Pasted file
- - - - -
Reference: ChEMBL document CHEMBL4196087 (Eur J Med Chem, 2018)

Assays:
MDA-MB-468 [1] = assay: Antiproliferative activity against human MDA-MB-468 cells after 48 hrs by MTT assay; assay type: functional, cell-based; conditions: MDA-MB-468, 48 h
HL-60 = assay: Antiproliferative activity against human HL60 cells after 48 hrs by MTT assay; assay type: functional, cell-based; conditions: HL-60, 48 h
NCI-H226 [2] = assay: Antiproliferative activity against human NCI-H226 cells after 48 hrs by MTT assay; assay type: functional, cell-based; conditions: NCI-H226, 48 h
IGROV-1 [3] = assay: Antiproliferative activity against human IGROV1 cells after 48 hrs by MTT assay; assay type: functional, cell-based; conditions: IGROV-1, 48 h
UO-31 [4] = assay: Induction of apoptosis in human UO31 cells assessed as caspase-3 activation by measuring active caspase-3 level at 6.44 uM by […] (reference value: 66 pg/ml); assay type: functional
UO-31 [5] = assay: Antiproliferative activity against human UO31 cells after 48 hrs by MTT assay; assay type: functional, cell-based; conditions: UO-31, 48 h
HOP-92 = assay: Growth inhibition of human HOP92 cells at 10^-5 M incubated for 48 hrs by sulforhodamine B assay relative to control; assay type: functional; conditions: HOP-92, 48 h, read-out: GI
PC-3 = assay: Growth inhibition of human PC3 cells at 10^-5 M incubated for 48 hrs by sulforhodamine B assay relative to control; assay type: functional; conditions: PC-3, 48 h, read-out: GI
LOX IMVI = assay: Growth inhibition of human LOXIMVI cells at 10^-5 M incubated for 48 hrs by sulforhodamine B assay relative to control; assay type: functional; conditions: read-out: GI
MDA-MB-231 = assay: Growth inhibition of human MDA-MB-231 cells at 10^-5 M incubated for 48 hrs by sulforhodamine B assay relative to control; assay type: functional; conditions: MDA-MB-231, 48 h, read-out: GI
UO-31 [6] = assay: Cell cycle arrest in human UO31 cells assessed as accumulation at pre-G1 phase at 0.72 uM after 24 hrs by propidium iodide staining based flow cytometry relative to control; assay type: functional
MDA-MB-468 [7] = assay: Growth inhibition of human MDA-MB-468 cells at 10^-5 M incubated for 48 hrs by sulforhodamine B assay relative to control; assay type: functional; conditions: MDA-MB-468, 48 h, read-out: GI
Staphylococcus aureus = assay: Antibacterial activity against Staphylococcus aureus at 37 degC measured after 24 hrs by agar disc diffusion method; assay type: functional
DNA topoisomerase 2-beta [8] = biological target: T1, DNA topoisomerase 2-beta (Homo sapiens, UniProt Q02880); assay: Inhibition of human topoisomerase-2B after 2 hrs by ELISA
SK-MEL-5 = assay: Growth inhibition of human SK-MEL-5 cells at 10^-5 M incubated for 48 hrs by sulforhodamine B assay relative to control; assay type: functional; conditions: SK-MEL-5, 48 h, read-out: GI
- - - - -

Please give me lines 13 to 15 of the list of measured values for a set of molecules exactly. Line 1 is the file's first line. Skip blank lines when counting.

UO-31 [6] = assay: Cell cycle arrest in human UO31 cells assessed as accumulation at pre-G1 phase at 0.72 uM after 24 hrs by propidium iodide staining based flow cytometry relative to control; assay type: functional
MDA-MB-468 [7] = assay: Growth inhibition of human MDA-MB-468 cells at 10^-5 M incubated for 48 hrs by sulforhodamine B assay relative to control; assay type: functional; conditions: MDA-MB-468, 48 h, read-out: GI
Staphylococcus aureus = assay: Antibacterial activity against Staphylococcus aureus at 37 degC measured after 24 hrs by agar disc diffusion method; assay type: functional